Monday, March 9, 2009

My index card will be blank

I'm worried. I know I said that only grown-ups frown at snow, but I'm starting, I am. I'm frowning. I'm truly sick and tired of snow.

Oslo hasn't seen this much of it since the 80s, apparently. And with the little one coming, I can't sleigh or skate or ski or do any of the fun stuff to do with winter. I don't want winter anymore, I want spring and blossoming trees and lemon sorbet.

But does this mean I'm a grown-up now? I also woke up at 8.30 without an alarm this morning, which hasn't happened since I was five and decided that no, I didn't want to go to kindergarten, I wanted to sleep in. Another sign.

I guess it means you can't see me anymore, Gwen and Bamse and Mario and all my loved ones who are in the Inners now, perhaps gathering in the Observatory, feeding my index card to the Memory Machine, expecting a glimpse of me sitting in my usual window seat at Påfyll pretending to write, but really blogging. For the first time, it won't work. The mirror will remain cloudy and the machine will spit out my card again, and it'll be blank. There is no child by the name of Tone Almhjell anymore. So sad.

But on the upside, I finished chapter 16 yesterday. Phew. On the upside there's spring just around the corner, blossoms and all. And on the upside, a new index card for an entirely new child will be written out come August, and mine will only be missed now and then by a round eyed, mute cat, a gutsy, little gerbil and a much cuddled teddy with a flat button in place of his left eye.


Heidi said...

Your card won't be blank. It'll just be filed in a different place, with a new card paper-clipped to it. You can still pull it out and find it when you need to.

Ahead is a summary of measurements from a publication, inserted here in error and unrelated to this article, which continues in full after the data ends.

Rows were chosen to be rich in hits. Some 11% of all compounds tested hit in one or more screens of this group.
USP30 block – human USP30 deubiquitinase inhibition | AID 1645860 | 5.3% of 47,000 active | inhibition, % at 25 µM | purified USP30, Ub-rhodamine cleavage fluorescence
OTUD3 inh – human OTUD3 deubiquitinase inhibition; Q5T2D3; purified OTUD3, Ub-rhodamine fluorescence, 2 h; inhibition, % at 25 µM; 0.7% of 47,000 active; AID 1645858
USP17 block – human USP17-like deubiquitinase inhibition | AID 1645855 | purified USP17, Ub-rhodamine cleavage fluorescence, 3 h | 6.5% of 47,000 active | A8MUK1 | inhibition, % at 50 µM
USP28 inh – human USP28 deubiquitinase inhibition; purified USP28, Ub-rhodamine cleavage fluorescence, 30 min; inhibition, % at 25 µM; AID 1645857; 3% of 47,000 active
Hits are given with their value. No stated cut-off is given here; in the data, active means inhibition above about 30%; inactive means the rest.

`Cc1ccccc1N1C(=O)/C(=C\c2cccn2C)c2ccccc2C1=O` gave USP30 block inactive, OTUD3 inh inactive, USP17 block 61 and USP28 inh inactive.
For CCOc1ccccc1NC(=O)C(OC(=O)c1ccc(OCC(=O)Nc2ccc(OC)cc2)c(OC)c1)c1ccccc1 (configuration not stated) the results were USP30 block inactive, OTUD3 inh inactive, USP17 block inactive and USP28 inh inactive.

p.s. I had a gutsy little hamster. I adored her and doted on her, and when she died at the ripe old age of 2.5, she was buried in the quintessential pet funeral. Shoebox interred in the backyard, torrential rainstorm, pile of jonquils on the gravesite. Sigh.

tone almhjell said...

I had to put little Gwen to sleep because she had started getting cramps. And stupidly, when the vet asked if I wanted to be there, I thought, yes, it would probably be better for Gwen to have someone familiar hold her, so okay.

I couldn't sleep for weeks afterwards. I felt like a monster. afer some time, I even called the vet to ask what it actually felt like, getting that shot.

Later, writing a little story for my sister, set in a fantasy world, with Gwen as one of two main characters, felt really, really good.

Still does, I suppose, though the story has deepened and outgrown this episode a long time ago.

Li:ne said...

You will never completely grow up, don't worry.

Just think about your jitters when christmas is approaching. And the way the smallest, pretty thing can mean the world to you on a regular wednesday afternoon, even it cost less than a bag of chips.

That's when they can see you on your card, and they will know when to look.


Laini Taylor said...

Tone, it doesn't mean anything! With an imagination like yours, it'll take more than a bad winter to turn you into a "grownup"!! I love the winter and even the rainy dreary long spring we have here, but I am starting to look ahead to sunshine. Yesterday it was so cold we finally built a fire, only the chimney had gotten blocked somehow since we never make fires, and we smoked the house! Today we keep saying, "Smells like sausages."

Sunshine would be good, just about now. Then you can walk barefoot in grass, something no grownup would ever do!

tone almhjell said...

That's true, Laini. Barefoot is good.

The memory machine works that way in my story, the day you don't know how to play anymore, your card can't be read. But the great thing is that your child spark, that mysterious wonderful energy that kids possess, doesn't disappear - it goes into the fabric of the Inners and is really the magic from of which that realm is made.

So I actually suspect that my card has been blank for a while (I still remember rigging up all my barbies to play, dressing them up, arranging the furniture, deciding on a (quite dramatic) scenario, and then - nothing. Nothing ensued. But then the boy I liked rang the doorbell, and the dolls and lack of games were instantly forgotten. Swoosh, gone, and not even missed, not for many years).

And just to clarify, Gwen the kitten, who is named for Gwen in my story, who is named for my sweet, little gerbil, is doing just fine.

Laini Taylor said...

Oh, good. When I read that about Gwen, I worried. I had to read the comments a few times to realize it was a gerbil you were referring to!